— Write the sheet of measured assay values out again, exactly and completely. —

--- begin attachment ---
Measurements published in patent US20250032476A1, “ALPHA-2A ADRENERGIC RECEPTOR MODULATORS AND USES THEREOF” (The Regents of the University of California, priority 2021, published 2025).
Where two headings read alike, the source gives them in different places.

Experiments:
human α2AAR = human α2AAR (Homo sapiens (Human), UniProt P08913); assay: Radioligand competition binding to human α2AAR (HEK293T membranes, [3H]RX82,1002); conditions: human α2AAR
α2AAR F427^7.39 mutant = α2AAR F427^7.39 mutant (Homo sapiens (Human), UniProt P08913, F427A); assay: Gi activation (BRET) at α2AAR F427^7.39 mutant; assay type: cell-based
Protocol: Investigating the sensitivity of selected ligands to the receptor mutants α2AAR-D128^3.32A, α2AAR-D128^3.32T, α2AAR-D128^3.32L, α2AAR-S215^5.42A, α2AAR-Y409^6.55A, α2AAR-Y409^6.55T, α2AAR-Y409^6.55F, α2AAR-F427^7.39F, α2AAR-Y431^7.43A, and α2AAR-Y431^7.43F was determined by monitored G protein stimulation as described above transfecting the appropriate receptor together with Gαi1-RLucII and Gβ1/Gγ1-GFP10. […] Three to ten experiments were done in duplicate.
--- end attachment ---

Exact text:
Measurements published in patent US20250032476A1, “ALPHA-2A ADRENERGIC RECEPTOR MODULATORS AND USES THEREOF” (The Regents of the University of California, priority 2021, published 2025).
Where two headings read alike, the source gives them in different places.

Experiments:
human α2AAR = human α2AAR (Homo sapiens (Human), UniProt P08913); assay: Radioligand competition binding to human α2AAR (HEK293T membranes, [3H]RX82,1002); conditions: human α2AAR
α2AAR F427^7.39 mutant = α2AAR F427^7.39 mutant (Homo sapiens (Human), UniProt P08913, F427A); assay: Gi activation (BRET) at α2AAR F427^7.39 mutant; assay type: cell-based
Protocol: Investigating the sensitivity of selected ligands to the receptor mutants α2AAR-D128^3.32A, α2AAR-D128^3.32T, α2AAR-D128^3.32L, α2AAR-S215^5.42A, α2AAR-Y409^6.55A, α2AAR-Y409^6.55T, α2AAR-Y409^6.55F, α2AAR-F427^7.39F, α2AAR-Y431^7.43A, and α2AAR-Y431^7.43F was determined by monitored G protein stimulation as described above transfecting the appropriate receptor together with Gαi1-RLucII and Gβ1/Gγ1-GFP10. […] Three to ten experiments were done in duplicate.